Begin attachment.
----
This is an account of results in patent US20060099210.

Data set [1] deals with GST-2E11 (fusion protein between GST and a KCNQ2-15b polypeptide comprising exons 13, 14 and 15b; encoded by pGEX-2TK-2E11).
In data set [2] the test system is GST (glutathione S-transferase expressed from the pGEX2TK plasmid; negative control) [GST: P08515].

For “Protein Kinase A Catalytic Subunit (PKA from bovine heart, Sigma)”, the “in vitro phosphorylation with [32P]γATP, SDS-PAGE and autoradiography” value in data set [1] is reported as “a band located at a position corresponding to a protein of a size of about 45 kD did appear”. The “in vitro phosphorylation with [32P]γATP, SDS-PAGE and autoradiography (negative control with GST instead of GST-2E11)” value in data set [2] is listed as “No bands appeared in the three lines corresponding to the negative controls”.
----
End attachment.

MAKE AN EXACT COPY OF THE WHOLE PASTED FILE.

This is an account of results in patent US20060099210.

Data set [1] deals with GST-2E11 (fusion protein between GST and a KCNQ2-15b polypeptide comprising exons 13, 14 and 15b; encoded by pGEX-2TK-2E11).
In data set [2] the test system is GST (glutathione S-transferase expressed from the pGEX2TK plasmid; negative control) [GST: P08515].

For “Protein Kinase A Catalytic Subunit (PKA from bovine heart, Sigma)”, the “in vitro phosphorylation with [32P]γATP, SDS-PAGE and autoradiography” value in data set [1] is reported as “a band located at a position corresponding to a protein of a size of about 45 kD did appear”. The “in vitro phosphorylation with [32P]γATP, SDS-PAGE and autoradiography (negative control with GST instead of GST-2E11)” value in data set [2] is listed as “No bands appeared in the three lines corresponding to the negative controls”.